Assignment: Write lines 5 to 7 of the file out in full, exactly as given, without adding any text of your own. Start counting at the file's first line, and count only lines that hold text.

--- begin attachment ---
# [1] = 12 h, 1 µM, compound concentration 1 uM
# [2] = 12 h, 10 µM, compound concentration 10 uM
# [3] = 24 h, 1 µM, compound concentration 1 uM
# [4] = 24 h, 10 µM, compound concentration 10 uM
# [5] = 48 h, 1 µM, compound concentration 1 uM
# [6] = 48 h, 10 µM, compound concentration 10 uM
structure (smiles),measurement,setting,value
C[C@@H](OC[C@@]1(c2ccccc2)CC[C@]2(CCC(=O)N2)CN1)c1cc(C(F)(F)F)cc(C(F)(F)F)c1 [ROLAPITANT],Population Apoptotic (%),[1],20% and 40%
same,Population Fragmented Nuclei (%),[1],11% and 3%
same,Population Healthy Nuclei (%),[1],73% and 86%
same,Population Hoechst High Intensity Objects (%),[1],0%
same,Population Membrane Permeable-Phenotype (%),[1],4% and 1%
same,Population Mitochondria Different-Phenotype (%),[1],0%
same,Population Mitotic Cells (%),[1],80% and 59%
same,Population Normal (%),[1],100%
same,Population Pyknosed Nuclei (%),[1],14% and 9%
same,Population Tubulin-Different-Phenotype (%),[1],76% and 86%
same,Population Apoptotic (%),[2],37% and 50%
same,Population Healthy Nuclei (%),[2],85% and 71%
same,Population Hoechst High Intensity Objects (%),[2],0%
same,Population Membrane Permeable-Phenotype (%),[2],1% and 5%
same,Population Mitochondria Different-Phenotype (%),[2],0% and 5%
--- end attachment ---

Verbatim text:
# [5] = 48 h, 1 µM, compound concentration 1 uM
# [6] = 48 h, 10 µM, compound concentration 10 uM
structure (smiles),measurement,setting,value